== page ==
Hotter than usual

When firefighters get burned in fires, it becomes important to figure out what went wrong. From the news reports, we learned that a firefighter received first and second degree burns to his knees. The significance of a firefighter getting burned is that he or she is wearing an ensemble of equipment that is designed to protect firefighters from the heat, to an extent. Periodic personal protective equipment inspections should find any breakdown in the outer garment, or the vapor barrier. If the firefighter was wearing all of his or her equipment properly, and the equipment had no degradation, then the firefighter came into contact with a higher level of heat than normal. I will say that a brick home is a hotter fire fight due to the brick holding the heat in.

I have seen firefighters get caught in a rollover or flashover that get burns to their shoulders. The cause of these burns is usually caused by the compression of the garment where the self-contained breathing apparatus straps come across the shoulders. Again, a high heat situation has occurred, for this to happen.

Firefighters used to get their ears burned rather easily, prior to the introduction of the Nomex hood to the firefighter ensemble. I used to hear old timers say that Nomex hoods prevented you from knowing when it was time to get out. I say that Nomex hoods prevent ears from getting burnt off of the sides of our heads.

I mentioned the rollover or the flashover. The flashover is a situation where everything in the room reaches it’s flashpoint, and flashes. This is a deadly situation for firefighters, where there are only seconds to escape. Let me further explain, seconds to escape when all of the personal protective equipment is worn properly. You can imagine what the outcome would be if one piece was not worn properly. Firefighters understand the importance of being fully protected, so they are now in the habit of checking one another before entering a burning building.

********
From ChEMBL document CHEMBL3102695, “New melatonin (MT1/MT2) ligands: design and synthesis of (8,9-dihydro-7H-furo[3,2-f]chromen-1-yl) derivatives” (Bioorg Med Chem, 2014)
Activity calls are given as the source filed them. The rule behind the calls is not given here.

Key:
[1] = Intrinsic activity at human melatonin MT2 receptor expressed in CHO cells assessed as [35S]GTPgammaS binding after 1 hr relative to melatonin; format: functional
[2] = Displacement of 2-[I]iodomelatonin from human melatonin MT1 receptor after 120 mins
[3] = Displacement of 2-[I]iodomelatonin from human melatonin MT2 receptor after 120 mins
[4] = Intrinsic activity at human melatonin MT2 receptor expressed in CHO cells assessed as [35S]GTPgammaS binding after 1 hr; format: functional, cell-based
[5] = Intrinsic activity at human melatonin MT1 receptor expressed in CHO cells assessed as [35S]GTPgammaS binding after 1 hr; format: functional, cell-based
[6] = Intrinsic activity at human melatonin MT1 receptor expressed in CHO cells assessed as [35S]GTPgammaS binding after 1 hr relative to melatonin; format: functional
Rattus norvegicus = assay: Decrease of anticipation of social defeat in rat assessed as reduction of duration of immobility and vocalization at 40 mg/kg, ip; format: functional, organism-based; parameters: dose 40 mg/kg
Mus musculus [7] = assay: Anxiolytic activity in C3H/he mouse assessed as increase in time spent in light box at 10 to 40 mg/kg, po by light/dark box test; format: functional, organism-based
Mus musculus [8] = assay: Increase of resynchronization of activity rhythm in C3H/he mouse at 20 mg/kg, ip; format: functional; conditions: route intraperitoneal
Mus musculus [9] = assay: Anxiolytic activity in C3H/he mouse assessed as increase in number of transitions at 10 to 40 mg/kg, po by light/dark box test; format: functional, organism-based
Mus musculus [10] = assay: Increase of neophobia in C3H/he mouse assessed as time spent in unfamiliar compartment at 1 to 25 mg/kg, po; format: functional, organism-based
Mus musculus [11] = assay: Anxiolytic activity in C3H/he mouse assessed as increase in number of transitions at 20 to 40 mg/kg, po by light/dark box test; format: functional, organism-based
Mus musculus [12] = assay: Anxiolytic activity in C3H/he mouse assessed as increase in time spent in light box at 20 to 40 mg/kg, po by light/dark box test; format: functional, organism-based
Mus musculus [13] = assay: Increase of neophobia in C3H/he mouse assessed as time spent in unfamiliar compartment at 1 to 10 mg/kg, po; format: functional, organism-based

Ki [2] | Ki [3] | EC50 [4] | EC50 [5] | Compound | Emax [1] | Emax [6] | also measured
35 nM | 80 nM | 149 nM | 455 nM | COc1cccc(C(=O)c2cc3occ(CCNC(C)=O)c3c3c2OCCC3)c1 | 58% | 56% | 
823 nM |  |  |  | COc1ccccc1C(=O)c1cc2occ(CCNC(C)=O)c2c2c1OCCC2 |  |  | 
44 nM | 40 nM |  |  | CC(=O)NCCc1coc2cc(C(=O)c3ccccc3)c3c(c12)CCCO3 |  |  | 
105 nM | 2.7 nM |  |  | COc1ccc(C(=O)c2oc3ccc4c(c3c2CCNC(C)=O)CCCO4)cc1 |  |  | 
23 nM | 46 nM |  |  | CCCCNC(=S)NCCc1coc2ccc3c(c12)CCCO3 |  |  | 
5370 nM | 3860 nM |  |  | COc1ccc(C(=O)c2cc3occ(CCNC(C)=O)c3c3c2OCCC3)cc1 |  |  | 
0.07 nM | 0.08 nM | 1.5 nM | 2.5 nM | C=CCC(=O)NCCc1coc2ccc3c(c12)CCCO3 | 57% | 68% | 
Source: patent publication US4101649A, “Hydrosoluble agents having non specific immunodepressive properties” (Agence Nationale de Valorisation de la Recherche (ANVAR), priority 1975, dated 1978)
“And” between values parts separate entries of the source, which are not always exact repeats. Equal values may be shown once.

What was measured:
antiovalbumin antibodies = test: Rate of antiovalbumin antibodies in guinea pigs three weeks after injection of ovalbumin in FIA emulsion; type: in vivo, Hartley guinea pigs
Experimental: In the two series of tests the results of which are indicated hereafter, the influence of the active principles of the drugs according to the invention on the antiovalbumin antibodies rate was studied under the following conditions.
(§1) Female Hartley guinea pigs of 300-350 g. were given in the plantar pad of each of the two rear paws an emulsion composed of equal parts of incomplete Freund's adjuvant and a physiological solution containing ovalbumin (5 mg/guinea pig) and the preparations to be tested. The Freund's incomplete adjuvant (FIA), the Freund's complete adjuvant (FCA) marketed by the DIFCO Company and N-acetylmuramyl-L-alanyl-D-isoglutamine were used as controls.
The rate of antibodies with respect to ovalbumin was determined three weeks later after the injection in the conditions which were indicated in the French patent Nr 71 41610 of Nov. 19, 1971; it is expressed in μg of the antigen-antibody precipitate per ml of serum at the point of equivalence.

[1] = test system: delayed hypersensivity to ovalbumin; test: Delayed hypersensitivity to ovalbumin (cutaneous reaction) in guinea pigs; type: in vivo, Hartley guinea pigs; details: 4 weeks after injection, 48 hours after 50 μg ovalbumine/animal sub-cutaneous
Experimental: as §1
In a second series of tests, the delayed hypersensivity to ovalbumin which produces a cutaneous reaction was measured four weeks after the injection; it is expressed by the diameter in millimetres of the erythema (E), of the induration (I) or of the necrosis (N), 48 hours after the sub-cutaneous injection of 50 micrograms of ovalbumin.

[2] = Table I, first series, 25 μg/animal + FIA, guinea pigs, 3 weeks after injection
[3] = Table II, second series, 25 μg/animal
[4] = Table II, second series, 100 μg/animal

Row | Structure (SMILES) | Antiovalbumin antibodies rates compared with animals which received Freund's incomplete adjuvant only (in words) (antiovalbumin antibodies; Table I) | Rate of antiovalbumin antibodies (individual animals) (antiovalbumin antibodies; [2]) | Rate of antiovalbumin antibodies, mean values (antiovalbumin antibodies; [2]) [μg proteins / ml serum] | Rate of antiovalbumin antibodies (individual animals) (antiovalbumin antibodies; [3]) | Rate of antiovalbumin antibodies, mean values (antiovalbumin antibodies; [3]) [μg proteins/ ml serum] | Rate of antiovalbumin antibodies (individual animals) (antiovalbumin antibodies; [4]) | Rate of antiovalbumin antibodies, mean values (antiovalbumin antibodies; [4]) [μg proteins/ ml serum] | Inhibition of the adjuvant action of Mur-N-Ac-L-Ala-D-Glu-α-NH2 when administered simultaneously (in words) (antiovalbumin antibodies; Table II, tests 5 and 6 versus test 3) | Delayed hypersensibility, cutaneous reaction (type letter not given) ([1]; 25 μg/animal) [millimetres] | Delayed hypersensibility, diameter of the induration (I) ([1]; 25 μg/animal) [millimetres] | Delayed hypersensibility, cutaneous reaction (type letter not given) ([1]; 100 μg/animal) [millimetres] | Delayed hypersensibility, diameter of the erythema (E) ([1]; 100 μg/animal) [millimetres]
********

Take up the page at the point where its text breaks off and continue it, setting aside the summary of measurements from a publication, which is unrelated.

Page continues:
To say that firefighting is a dangerous profession and firefighters get burned, both of these are true. However, firefighting has become safer, compliments of state-of-the-art equipment.

One of the dangers in the fire service is the swing that occurs with personnel. I remember our department going through periods when there were many young officers and crews.

Experienced firefighters and officers are a critical commodity, especially when conditions rapidly deteriorate. Don’t get me wrong, experienced firefighters are not invincible, but their ability to understand what is happening and react properly is greater than the young inexperienced firefighter.

When firefighters get burned, it is necessary to find out what happened. The fire service has done well to look at our shortcomings, and make the improvements necessary to prevent similar occurrences in the future. Firefighters will continue to get injured, while performing their gallant tasks. The hope is that when injuries do occur that they will be minor and easily recovered from. The more that is learned from every injury, the better the fire service can work to prevent a next time.    

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